|Problems? Is your data what you think it is?|
Learning a new langauge by using it for new (always urgent) projects doesn't often work.
You find yourself sitting there frustrated to hell trying to work out how to do something trivial, that you know you could do in your old langauge almost without thinking, and you usually revert because of the time pressure.
And if you try coding all those nice-to-have-but-you've-never-found-the-time-for projects that have been kicking around, you'll never finish them because there's no pressure to do so.
Make a list of the old language programs that get most use or require most maintenance and sort them by loc ascending in a scratch/private directory. Then try setting aside 30 minutes a day or whatever suits your schedule and go through them one-by-one in order and do your best job of converting them to Perl. Don't sweat the detail of testing and robustness on your first pass. None is ever going to use them for real. The idea is to force yourself to just work out a way to tackle those familar tasks in the new language. As you go through them, you'll find better ways of doing things you've already done earlier. Maybe go back and update those earlier attempts..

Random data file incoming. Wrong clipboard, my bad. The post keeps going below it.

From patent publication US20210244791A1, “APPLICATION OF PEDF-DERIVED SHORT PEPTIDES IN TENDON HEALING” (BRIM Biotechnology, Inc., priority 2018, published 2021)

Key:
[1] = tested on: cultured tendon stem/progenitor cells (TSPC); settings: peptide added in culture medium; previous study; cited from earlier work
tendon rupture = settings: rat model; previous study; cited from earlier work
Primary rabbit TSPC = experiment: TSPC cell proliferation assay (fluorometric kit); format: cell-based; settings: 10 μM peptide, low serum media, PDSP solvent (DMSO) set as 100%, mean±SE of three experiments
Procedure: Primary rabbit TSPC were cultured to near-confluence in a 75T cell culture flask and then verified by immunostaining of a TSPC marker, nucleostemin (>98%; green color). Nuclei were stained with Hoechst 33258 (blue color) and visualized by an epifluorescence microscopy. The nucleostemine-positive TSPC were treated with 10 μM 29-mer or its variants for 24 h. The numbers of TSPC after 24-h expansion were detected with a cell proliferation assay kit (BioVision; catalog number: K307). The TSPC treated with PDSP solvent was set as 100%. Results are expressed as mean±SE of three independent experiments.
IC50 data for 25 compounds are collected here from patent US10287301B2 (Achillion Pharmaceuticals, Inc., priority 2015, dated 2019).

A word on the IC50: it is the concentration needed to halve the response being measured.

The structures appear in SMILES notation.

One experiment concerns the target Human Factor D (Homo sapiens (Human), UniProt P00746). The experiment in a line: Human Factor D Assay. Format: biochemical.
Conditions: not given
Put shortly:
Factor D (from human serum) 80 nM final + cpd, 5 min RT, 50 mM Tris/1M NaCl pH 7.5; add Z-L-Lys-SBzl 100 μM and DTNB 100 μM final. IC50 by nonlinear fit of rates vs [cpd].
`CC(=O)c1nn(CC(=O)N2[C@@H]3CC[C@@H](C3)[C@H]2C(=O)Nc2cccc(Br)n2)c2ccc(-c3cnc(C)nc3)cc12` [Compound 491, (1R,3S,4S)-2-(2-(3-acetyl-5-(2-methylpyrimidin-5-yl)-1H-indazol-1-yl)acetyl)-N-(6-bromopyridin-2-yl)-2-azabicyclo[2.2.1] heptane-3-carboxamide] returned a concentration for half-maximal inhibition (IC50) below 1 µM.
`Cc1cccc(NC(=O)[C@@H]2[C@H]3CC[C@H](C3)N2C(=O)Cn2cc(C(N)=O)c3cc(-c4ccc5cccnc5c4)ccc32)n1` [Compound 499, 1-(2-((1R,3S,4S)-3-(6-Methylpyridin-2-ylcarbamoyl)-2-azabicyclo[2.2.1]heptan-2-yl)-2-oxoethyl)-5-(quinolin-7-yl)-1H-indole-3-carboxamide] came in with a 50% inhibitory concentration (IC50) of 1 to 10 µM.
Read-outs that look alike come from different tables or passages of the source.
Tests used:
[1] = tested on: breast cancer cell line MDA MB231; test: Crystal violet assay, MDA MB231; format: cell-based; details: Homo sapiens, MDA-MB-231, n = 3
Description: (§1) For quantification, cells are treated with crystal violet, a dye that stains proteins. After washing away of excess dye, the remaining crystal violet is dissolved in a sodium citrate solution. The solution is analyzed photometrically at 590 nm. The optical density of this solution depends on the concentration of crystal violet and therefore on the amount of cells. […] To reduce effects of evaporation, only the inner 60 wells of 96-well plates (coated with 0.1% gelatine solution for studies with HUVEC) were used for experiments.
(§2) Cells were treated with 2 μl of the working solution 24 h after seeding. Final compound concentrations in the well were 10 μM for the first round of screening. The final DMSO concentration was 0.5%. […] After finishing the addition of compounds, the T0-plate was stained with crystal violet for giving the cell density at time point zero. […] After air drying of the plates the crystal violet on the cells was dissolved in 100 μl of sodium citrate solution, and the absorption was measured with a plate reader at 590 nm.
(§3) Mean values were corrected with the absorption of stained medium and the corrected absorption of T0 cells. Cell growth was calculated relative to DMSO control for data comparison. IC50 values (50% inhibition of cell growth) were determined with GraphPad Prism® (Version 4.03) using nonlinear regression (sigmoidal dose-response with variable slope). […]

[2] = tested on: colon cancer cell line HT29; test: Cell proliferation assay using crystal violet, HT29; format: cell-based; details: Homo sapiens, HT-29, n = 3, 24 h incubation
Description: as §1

One day soon you'll need to write something, and the Perl solution will pop into your head before the old language solution does. At that point, if the new script is anything other than a throw-away, you'll probably still need to write it in the old language because of testing/robustness. But then is the time to set up a more formal attempt to do the same thing in Perl in parallel, and perhaps post your attempts here for critical review.
Examine what is said, not who speaks -- Silence betokens consent -- Love the truth but pardon error.
"Science is about questioning the status quo. Questioning authority".
In the absence of evidence, opinion is indistinguishable from prejudice.